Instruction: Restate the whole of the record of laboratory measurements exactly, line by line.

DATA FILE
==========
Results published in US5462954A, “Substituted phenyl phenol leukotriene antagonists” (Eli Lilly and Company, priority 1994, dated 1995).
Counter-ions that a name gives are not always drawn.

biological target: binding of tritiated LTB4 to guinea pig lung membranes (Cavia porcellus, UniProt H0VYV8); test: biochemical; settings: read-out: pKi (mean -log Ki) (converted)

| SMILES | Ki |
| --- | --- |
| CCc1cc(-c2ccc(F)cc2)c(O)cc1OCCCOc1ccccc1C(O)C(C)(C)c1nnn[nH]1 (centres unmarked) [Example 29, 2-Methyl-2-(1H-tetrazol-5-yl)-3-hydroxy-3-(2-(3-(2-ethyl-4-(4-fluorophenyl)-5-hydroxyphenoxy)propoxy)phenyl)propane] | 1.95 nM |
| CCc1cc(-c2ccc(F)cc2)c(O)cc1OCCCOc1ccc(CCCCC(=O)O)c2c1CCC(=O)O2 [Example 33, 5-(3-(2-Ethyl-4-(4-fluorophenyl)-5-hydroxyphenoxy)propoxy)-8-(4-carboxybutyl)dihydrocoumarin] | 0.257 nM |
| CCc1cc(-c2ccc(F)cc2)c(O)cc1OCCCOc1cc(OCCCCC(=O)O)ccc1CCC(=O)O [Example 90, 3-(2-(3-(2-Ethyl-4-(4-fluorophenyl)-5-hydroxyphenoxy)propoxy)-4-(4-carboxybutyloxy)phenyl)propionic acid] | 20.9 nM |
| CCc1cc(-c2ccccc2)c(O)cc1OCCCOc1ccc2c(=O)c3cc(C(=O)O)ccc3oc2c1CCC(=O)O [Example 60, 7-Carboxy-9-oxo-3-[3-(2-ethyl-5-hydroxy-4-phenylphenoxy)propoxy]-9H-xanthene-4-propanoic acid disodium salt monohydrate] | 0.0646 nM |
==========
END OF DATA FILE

Results published in US5462954A, “Substituted phenyl phenol leukotriene antagonists” (Eli Lilly and Company, priority 1994, dated 1995).
Counter-ions that a name gives are not always drawn.

biological target: binding of tritiated LTB4 to guinea pig lung membranes (Cavia porcellus, UniProt H0VYV8); test: biochemical; settings: read-out: pKi (mean -log Ki) (converted)

| SMILES | Ki |
| --- | --- |
| CCc1cc(-c2ccc(F)cc2)c(O)cc1OCCCOc1ccccc1C(O)C(C)(C)c1nnn[nH]1 (centres unmarked) [Example 29, 2-Methyl-2-(1H-tetrazol-5-yl)-3-hydroxy-3-(2-(3-(2-ethyl-4-(4-fluorophenyl)-5-hydroxyphenoxy)propoxy)phenyl)propane] | 1.95 nM |
| CCc1cc(-c2ccc(F)cc2)c(O)cc1OCCCOc1ccc(CCCCC(=O)O)c2c1CCC(=O)O2 [Example 33, 5-(3-(2-Ethyl-4-(4-fluorophenyl)-5-hydroxyphenoxy)propoxy)-8-(4-carboxybutyl)dihydrocoumarin] | 0.257 nM |
| CCc1cc(-c2ccc(F)cc2)c(O)cc1OCCCOc1cc(OCCCCC(=O)O)ccc1CCC(=O)O [Example 90, 3-(2-(3-(2-Ethyl-4-(4-fluorophenyl)-5-hydroxyphenoxy)propoxy)-4-(4-carboxybutyloxy)phenyl)propionic acid] | 20.9 nM |
| CCc1cc(-c2ccccc2)c(O)cc1OCCCOc1ccc2c(=O)c3cc(C(=O)O)ccc3oc2c1CCC(=O)O [Example 60, 7-Carboxy-9-oxo-3-[3-(2-ethyl-5-hydroxy-4-phenylphenoxy)propoxy]-9H-xanthene-4-propanoic acid disodium salt monohydrate] | 0.0646 nM |